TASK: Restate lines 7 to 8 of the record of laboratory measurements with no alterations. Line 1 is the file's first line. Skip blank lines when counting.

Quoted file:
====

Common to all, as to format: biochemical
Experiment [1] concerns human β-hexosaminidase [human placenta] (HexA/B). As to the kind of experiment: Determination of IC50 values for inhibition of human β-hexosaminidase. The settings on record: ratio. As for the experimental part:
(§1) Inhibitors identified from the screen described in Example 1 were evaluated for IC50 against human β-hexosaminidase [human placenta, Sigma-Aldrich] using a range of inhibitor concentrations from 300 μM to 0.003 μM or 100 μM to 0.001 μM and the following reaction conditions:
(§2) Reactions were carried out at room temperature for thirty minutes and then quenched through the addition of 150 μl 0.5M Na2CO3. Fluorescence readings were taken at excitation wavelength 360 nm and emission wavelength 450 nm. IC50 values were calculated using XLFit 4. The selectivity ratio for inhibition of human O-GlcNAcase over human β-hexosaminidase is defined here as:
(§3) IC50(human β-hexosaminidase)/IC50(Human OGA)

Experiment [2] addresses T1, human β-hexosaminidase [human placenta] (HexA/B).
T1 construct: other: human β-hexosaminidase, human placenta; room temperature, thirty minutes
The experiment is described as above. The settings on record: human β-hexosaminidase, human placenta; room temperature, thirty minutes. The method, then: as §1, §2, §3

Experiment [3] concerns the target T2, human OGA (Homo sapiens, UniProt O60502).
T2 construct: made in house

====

T1 construct: other: human β-hexosaminidase, human placenta; room temperature, thirty minutes
The experiment is described as above. The settings on record: human β-hexosaminidase, human placenta; room temperature, thirty minutes. The method, then: as §1, §2, §3